Editor's Note: For more on this story, read Lessons From The LinkedIn Password Attack.

Over 6.4 million LinkedIn passwords were recently posted on a Russian hacker forum -- but the company hasn't yet confirmed that it was breached.

"'Our team continues to investigate, but at this time, we're still unable to confirm that any security breach has occurred,' said Erin O'Harra, a public relations associate at LinkedIn in response to a request for information," writes SearchSecurity's Robert Westervelt.

"Investigations by Sophos researchers have confirmed that the file does contain, at least in part, LinkedIn passwords," writes Sophos' Graham Cluley. "As such, it would seem sensible to suggest to all LinkedIn users that they change their passwords as soon as possible as a precautionary step."

"It's worth noting that the passwords are stored as unsalted SHA-1 hashes," writes The Verge's Aaron Souppouris. "SHA-1 is a secure algorithm, but is not foolproof. LinkedIn could have made the passwords more secure by 'salting' the hashes, which involves merging the hashed password with another combination and then hashing for a second time. Even so, unless your password is a dictionary word, or very simple, it will take some time to crack."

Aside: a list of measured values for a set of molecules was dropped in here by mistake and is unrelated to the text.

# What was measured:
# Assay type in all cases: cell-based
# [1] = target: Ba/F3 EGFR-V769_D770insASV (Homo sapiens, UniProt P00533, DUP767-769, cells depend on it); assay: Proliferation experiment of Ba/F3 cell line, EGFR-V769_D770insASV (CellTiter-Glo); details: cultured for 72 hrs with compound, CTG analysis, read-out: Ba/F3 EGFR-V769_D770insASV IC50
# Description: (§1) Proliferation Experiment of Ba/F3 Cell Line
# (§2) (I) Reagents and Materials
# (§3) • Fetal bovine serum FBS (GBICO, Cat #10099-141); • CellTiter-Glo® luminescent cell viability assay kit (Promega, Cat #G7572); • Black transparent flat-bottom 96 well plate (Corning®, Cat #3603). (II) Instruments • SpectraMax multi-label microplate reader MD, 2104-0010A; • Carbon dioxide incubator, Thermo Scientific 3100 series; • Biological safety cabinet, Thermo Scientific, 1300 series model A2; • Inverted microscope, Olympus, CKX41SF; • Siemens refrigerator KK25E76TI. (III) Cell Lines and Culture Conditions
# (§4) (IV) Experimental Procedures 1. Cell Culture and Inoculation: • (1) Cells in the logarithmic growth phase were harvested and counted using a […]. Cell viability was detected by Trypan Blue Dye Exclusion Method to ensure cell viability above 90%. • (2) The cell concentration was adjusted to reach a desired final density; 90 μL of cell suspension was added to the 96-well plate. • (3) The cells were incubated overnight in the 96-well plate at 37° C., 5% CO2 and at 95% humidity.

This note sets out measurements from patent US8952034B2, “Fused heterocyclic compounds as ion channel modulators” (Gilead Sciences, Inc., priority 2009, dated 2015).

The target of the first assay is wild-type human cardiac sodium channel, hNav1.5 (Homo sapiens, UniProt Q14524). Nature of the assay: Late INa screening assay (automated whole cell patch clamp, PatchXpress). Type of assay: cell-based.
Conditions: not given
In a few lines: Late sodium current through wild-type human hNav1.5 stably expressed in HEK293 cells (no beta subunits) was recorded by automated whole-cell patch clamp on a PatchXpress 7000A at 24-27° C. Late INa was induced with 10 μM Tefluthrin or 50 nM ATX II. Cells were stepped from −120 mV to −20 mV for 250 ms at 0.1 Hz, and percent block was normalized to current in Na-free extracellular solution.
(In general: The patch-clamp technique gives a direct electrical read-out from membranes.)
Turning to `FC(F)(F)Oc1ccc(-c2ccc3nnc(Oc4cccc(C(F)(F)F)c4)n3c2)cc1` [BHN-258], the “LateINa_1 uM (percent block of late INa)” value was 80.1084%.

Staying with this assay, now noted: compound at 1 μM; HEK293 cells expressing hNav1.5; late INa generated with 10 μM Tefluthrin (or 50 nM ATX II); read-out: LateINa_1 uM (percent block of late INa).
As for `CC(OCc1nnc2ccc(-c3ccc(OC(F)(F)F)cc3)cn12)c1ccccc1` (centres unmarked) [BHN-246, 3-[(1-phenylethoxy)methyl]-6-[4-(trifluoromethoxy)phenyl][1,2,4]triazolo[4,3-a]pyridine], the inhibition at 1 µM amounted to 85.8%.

"It looks as though some of the weaker passwords -- around 300,000 of them -- may have been cracked already," writes ZDNet's Zack Whittaker. "Other users have been seen reaching out to fellow hackers in an apparent bid to seek help in cracking the encryption. Finnish security firm CERT-FI is warning that the hackers may have access to user email addresses also, though they appear encrypted and unreadable."

"It's also important to be aware of suspicious emails in the next few days that claim to be from LinkedIn," writes SecurityNewsDaily's Matt Liebowitz. "Phishing scams will invariably pop up in an attempt to trick you into entering a new password on a site that looks like LinkedIn, but is actually a clever spoof. When you change your LinkedIn login details, do it directly on LinkedIn's site and not from a link in an email."

Editor's Note: For more on this story, read Lessons From The LinkedIn Password Attack.